An homage to the women who do
I don’t have breast cancer, at least not yet anyway. It seems like as women we are always waiting for the diagnosis. Every year getting our breasts squeezed unmercifully between two cold metal plates, holding our breath until the beeping stops and the technician gives us the okay to breath. Every year awaiting the feedback from the radiologist, mentally preparing for the moment the mammogram comes back with an ominous white spot on it somewhere. “Here, here’s the spot, you can see it on the film.” Says the radiologist matter of factly, followed by “talk to your doctor or breast surgeon, they’ll need to do a biopsy.”
I’ve luckily never had that conversation, I’m waiting for it every year but it hasn’t come, yet. The closest I had was having to go back for a sonogram after a cluster of white spots, calcifications, was found on my right breast. I went back and they were gone. They couldn’t explain it, chalked it up to possible calcium deposits that absorbed back into my body. Could it be the apple cider vinegar I began been drinking that month?
This yearly process has made me think a lot about my attachment to my breasts. Turns out I’m fairly attached, for better or worse. Are most women so attached? We’ve been led to believe that our breasts are part of our femininity. That breasts make us sexy, beautiful, we receive attention for them. They feed our children and coddle our loved ones. How do we define ourselves without them? Will we be beautiful, sexy, sensual?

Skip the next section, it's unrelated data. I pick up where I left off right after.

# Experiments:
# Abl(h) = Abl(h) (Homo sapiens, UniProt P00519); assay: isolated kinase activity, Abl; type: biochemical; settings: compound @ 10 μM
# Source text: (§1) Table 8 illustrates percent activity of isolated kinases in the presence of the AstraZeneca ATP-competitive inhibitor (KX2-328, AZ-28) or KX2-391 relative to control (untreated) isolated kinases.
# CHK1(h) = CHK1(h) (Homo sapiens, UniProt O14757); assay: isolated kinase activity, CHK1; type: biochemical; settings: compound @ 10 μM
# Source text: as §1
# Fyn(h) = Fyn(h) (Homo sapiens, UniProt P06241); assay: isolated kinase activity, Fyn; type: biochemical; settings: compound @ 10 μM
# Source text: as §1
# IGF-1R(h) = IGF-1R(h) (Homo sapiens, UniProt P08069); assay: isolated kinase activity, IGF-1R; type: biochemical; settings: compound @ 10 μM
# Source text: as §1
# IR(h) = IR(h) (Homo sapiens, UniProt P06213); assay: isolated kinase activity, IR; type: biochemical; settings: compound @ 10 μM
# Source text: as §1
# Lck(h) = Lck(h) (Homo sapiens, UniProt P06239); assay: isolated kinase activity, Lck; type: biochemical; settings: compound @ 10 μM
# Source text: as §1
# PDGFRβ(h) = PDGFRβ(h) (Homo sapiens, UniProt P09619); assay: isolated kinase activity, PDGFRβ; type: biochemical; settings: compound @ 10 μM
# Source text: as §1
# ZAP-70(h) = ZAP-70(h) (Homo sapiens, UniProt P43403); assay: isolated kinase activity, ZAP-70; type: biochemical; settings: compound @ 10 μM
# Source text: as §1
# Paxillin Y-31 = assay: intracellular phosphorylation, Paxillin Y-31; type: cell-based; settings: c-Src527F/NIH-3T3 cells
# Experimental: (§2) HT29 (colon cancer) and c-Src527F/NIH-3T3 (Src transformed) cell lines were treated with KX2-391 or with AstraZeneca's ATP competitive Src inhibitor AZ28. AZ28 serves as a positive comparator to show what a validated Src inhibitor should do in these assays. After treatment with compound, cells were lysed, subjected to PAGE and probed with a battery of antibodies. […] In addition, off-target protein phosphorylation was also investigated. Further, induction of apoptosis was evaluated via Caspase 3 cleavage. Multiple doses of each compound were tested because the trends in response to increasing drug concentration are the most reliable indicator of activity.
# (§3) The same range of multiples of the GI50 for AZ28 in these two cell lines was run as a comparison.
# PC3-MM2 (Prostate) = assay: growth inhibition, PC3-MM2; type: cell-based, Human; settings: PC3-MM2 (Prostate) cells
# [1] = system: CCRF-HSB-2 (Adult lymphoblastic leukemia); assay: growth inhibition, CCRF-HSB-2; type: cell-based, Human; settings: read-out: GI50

These are some of my thoughts and fears. I’m fortunate that for now, they continue to be only speculative.
I know the most beautiful women who have lost their breasts to cancer. They are my dear friend, my high school mate, my colleagues, my family. They radiate from the inside out. They have lost no beauty, no femininity and have gained godliness. I know their struggles are heart wrenching, turning them inside out, agonizing over their children, their loved ones and themselves. I do not pretend to know their struggle and experiences only my external perception of it, which does not do them justice. I cannot know, and for that I’m grateful. These women give me hope. They give me strength and they give me peace. If I’m ever in their shoes I can only hope to live with such grace and beauty. They are my warriors.